Page 1 of 1

2009 - week 6, from 13 February - Mountain Music

PostPosted: Fri Feb 13, 2009 11:54 am
by Charlie
Seq - Artist - Song Title - Album - Country - Label - Cat no

1 - Tafiychuk Family - Pasture One - Carpathian Mountain Music - Ukraine - Koka - 034CD-10

2 - Picaflor de Los Andes - Carrito de Pasajaras (Traveller's cart) - Huaynos & Huaylas: The Real Music of Peru - Peru - Globestyle - CDORBD 064

3 - Aynur - Ahmedo - Keçe Kurdan - Turkey (Kurdistan) - Kalan - CD 293

4 - Bill Monroe & the Bluegrass Boys - Mule Skinner Blues - Going Back to Old Kentucky - USA - Indigo - IGOCD2535

5 - Zainidin Imanaliev - Kűidűm Chock (I Burn, I Smoulder like Charcoal) - Tengir-Too: Mountain Music of Kyrgystan - Kyrgystan - Aga Khan Trust - SFW-CD 40520

6 - Yungchen Lhamo - Ngak Pai Metog - Yungchen Lhamo - Tibet - Real World - CDRW72

7 - Huun Huur Tu - Oske Cherde - Best - Live - Tuva - Jaro - 4236-2

----------------------------------------

Is there any link between the music from countries in mountainous regions? This programme was inspired by a whim, after listening to an album of traditional music from the Carpathian Mountain of Ukraine, which reminded me of various other records, herewith strung together. Only at the end did the sound seem to change entirely, with the dense and intense throat singing of Tuva. Otherwise, there was lots of space and air, pretty much what you might expect.

Image
Tafiychuk Family

The album of Carpathian Mountain Music arrived in a package of traditional Ukraine music sent from Poland at least two years ago. Much of it defeated my tolerance but on returning to this one, I was reminded how attractive the playing is.

Image
Picaflor de Los Andes

For many of us whose interest in music from the rest of the world fits into the time frame of what has come to be known as world music, David Byrne opened the door to Peruvian music with his compilation of African-influenced songs, Soul of Peru. Soon afterwards, Ben Mandelson expanded our horizons further with the provocatively title Real Music of Peru, hinting at the pre-African influences of the village music of the mountains, collectively known as Huaynos & Huaylas (pronounced, approximately, waynoes and why-las). Wild saxophones and ecstatic singing stick in the head years after the album was last listened to..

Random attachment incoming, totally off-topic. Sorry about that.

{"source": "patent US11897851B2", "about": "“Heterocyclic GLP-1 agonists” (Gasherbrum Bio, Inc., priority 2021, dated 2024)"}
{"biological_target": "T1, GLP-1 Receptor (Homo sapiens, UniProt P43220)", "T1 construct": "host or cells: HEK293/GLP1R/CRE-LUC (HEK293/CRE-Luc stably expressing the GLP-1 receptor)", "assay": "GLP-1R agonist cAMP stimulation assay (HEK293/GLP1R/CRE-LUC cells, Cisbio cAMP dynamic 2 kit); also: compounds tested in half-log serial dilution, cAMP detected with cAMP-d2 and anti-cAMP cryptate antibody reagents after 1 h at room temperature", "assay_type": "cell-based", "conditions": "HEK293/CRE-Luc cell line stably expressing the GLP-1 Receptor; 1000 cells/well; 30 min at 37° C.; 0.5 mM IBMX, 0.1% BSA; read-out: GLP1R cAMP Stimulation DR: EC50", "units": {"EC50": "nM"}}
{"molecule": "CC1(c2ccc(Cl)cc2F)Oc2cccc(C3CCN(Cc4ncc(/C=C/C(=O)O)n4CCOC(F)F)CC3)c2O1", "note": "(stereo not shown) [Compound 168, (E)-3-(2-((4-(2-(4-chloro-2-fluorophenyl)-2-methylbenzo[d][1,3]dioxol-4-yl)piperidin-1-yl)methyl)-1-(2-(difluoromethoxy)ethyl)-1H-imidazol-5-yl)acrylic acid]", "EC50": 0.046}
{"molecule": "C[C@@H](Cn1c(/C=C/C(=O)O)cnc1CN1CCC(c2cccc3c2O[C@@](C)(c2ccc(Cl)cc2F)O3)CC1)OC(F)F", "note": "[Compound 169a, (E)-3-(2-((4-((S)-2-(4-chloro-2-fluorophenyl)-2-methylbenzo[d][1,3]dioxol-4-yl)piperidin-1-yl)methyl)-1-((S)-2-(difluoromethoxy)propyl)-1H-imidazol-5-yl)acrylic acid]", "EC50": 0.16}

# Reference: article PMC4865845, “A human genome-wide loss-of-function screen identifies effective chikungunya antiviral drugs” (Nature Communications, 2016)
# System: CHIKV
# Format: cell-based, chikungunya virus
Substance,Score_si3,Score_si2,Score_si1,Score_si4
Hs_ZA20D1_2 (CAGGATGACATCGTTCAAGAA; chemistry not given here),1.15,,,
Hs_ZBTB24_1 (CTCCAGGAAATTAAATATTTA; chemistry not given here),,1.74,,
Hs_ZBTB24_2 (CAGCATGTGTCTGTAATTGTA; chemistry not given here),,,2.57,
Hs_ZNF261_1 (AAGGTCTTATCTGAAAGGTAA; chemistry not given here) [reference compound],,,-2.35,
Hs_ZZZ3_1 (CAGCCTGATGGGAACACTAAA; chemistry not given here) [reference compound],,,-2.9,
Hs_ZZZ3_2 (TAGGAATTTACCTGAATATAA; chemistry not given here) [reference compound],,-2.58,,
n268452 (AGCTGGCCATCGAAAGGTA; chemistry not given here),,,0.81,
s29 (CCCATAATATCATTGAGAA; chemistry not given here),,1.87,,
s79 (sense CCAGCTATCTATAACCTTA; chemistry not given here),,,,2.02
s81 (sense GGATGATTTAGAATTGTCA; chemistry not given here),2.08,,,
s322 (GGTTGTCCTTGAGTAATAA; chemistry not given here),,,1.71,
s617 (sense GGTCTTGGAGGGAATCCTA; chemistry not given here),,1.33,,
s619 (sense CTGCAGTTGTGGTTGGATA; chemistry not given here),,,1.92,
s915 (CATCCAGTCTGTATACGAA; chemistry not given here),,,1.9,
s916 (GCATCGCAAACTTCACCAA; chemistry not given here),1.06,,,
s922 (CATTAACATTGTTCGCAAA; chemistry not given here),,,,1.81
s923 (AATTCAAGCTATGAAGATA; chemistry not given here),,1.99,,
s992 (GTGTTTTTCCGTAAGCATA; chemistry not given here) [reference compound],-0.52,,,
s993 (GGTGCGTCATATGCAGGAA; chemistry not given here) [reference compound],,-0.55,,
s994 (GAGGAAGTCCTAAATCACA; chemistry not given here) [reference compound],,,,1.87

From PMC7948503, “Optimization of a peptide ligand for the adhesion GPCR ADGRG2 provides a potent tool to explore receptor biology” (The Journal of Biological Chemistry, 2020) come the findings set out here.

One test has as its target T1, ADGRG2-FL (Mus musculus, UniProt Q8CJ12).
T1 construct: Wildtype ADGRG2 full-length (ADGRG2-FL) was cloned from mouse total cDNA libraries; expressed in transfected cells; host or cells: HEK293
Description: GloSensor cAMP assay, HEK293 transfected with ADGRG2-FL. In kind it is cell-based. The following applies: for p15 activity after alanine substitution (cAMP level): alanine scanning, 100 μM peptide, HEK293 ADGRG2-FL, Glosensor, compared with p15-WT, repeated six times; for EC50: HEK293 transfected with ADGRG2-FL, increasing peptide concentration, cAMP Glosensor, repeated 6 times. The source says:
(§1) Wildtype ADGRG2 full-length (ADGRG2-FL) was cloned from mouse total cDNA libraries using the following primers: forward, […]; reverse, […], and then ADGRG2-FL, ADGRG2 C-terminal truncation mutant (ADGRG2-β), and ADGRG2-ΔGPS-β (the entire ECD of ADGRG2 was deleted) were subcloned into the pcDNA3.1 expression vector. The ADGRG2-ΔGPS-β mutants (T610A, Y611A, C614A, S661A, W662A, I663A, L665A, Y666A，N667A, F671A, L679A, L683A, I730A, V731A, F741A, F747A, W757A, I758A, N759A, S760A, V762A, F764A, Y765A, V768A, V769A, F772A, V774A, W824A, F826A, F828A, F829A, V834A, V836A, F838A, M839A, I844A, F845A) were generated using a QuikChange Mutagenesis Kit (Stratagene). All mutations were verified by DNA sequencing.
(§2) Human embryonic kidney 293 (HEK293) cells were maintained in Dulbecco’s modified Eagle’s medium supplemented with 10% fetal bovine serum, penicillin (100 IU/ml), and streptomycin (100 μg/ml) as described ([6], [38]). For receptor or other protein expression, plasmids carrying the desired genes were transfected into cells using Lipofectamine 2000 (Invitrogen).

Image
Aynur

Aynur is a traditional singer from the Kurdish region of Turkey, who captured my heart as a guest performing live at the WOMEX trade fair in Seville 2006. She has made other records since her debut, but Keçe Kurdan (Kurdish Girl) remains the one to recommend.

Image
Bill Monroe and the Bluegrass Boys

In the United States, mountain music implies the banjos and fiddles of bluegrass music from the Appalachian, pioneered by Bill Monroe and the Bluegrass Boys, with a few yodels thrown in.

Image
Zainidin Imanaliev

Of the last three artists, all from countries on different slopes of the Himalayas, Zainidin Imanaliev feels closest to what Westerners think of as the blues, but when I asked Zainidin if he had ever heard the blues as a young men, he angrily retorted that the only music he was allowed to hear on the radio back then was whatever was being peddled by the Communist regime in Moscow.

Image
Yungchen Lhamo

Yungchen Lhamo is a Tibetan singer whose career has been boosted by the Peter Gabriel’s Real World label. On ‘Ngak Pai Metog’, she sang all the voices, assembled by producer Hector Zazou as a backing group to accompany her lead vocal.

Image
Huun Huur Tu

Finally, the powerful sound of Huun Huur Tu, the group which has become the bet-known of the many exponents of what the West refers to as throat singing. In Tuva, this is simply how people sing.

Many thanks to the forum contributors for their suggestions for this programme.

Re: 2009 - week 6, from 13 February - Mountain Music

PostPosted: Fri Feb 13, 2009 12:08 pm
by Dominic
Charlie wrote:
1 - Tafiychuk Family - Pasture One - Carpathian Mountain Music - Ukraine - Koka - 034CD-10

The album of Carpathian Mountain Music arrived in a package of traditional Ukraine music sent from Poland at least two years ago. Much of it defeated my tolerance but on returning to this one, I was reminded how attractive the playing is.

Available from Stern's: http://www.sternsmusic.com/disk_info.php?id=034CD-10

Image

PostPosted: Sat Feb 14, 2009 11:35 am
by Des
Sounds fab - just ordered it!

PostPosted: Sun Feb 15, 2009 8:38 pm
by Charlie
Irony alert:

email from: Danny Carr, London

I caught the last 10 minutes of this weeks show and I felt I must write to congratulate you on what I assume must have been the presentation of a cutting edge musical project, where people were recorded playing their instruments for the very first time. Not many Radio stations would have dared pushed this barrier in the name of art. It was a truly awful sound, which I guess symbolises something about the very colour of the universe, in a musical medium.